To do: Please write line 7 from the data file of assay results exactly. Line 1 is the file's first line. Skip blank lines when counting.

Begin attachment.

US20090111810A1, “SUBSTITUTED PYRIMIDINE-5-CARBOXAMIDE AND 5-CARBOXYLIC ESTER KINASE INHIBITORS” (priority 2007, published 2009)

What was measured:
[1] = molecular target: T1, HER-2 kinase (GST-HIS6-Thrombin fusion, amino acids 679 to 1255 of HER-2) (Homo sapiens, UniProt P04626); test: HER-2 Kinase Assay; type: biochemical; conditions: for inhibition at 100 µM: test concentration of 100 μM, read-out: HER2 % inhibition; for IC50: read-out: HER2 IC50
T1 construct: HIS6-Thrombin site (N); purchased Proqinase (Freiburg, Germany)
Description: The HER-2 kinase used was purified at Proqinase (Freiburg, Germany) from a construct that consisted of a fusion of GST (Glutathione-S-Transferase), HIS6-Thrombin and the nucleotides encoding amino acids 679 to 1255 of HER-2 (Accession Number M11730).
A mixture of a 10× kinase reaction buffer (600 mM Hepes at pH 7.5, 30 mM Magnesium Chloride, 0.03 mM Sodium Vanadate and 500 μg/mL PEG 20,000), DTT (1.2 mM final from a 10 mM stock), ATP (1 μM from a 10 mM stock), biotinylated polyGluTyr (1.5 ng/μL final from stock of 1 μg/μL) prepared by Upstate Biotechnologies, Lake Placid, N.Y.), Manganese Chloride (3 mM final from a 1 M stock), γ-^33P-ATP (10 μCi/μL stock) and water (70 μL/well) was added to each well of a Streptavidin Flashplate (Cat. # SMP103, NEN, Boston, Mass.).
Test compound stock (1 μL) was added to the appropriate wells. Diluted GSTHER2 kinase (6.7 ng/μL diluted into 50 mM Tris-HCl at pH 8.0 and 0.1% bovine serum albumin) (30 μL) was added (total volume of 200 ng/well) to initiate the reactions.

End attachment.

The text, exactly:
Test compound stock (1 μL) was added to the appropriate wells. Diluted GSTHER2 kinase (6.7 ng/μL diluted into 50 mM Tris-HCl at pH 8.0 and 0.1% bovine serum albumin) (30 μL) was added (total volume of 200 ng/well) to initiate the reactions.